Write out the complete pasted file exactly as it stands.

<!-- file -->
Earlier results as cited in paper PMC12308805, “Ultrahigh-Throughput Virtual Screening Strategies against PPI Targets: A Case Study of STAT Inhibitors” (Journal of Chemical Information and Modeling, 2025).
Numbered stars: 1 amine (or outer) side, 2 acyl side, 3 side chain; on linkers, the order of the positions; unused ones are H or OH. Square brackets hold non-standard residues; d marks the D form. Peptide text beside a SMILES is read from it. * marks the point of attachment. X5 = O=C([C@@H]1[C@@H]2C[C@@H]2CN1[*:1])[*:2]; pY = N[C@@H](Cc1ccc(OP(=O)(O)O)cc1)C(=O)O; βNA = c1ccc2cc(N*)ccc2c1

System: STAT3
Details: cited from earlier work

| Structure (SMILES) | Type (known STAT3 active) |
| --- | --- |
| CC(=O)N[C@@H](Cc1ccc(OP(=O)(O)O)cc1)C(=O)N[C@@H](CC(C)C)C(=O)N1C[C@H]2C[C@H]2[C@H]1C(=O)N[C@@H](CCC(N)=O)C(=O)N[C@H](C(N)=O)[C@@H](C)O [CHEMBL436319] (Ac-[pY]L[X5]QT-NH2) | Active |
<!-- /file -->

Earlier results as cited in paper PMC12308805, “Ultrahigh-Throughput Virtual Screening Strategies against PPI Targets: A Case Study of STAT Inhibitors” (Journal of Chemical Information and Modeling, 2025).
Numbered stars: 1 amine (or outer) side, 2 acyl side, 3 side chain; on linkers, the order of the positions; unused ones are H or OH. Square brackets hold non-standard residues; d marks the D form. Peptide text beside a SMILES is read from it. * marks the point of attachment. X5 = O=C([C@@H]1[C@@H]2C[C@@H]2CN1[*:1])[*:2]; pY = N[C@@H](Cc1ccc(OP(=O)(O)O)cc1)C(=O)O; βNA = c1ccc2cc(N*)ccc2c1

System: STAT3
Details: cited from earlier work

| Structure (SMILES) | Type (known STAT3 active) |
| --- | --- |
| CC(=O)N[C@@H](Cc1ccc(OP(=O)(O)O)cc1)C(=O)N[C@@H](CC(C)C)C(=O)N1C[C@H]2C[C@H]2[C@H]1C(=O)N[C@@H](CCC(N)=O)C(=O)N[C@H](C(N)=O)[C@@H](C)O [CHEMBL436319] (Ac-[pY]L[X5]QT-NH2) | Active |